Seagrass habitats are threatened by coastal eutrophication, increased seawater temperatures, increased sedimentation and coastal development, and sea level rise which may decrease light availability for photosynthesis. Seagrass loss has accelerated over the past few decades, from 0.9% per year prior to 1940 to 7% per year in 1990, with about 1/3 of global loss since WWII. The decline in seagrasses is due to a number of factors including drought, water quality issues, agricultural practices, invasive species, pathogens, fishing and climate change.
Scientists encourage the protection and continued research of these ecosystems for organic carbon storage, valuable habitat and other ecosystem services.
Restored seagrass meadows were found to start sequestering carbon in sediment within about four years. This was the time needed for the meadow to reach sufficient shoot density to cause sediment deposition.
The deeper layers of the ocean are greatly unsaturated in CO2 and its dissolved forms, carbonic and bicarbonic acid, and their salts. At depths greater than 3 km, CO2 becomes liquefied and sinks to the seafloor due to it being higher density than the surrounding seawater. Mathematical models have shown that CO2 stored in deep sea sediments beyond 3 km could provide permanent geological storage even with large geomechanical perturbations. Deep ocean storage can present a potential sink for large amounts of anthropogenic CO2. Other deep water carbon storage techniques currently being explored include, seaweed farming and algae, ocean fertilization, artificial upwelling, and basalt storage.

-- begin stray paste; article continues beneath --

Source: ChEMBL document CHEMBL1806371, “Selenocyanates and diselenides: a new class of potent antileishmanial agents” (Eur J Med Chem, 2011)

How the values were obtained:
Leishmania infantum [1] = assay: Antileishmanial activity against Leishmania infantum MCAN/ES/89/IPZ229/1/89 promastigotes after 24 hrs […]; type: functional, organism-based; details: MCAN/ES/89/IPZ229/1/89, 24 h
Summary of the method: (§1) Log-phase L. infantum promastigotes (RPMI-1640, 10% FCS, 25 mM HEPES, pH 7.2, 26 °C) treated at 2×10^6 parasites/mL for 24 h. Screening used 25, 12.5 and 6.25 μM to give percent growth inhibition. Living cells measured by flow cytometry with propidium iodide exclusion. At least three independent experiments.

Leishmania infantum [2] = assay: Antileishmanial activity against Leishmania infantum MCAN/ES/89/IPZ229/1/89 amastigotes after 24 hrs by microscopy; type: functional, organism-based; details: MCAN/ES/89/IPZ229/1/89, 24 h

The deep blue carbon terminology has been used in passing as early as 2017. The Ocean Frontier Institute has made it a centrepiece of their participation at COP27. It is investing significant resources into deep blue carbon research. In terms of net-new-carbon sequestration deep blue carbon offers an estimated 10-20 times higher potential than coastal blue carbon to achieve net-zero goals. There is still a lack of data in this area along with financial, ecological and environmental concerns. Advancements in research and technical capabilities are raising international interest in this kind of storage.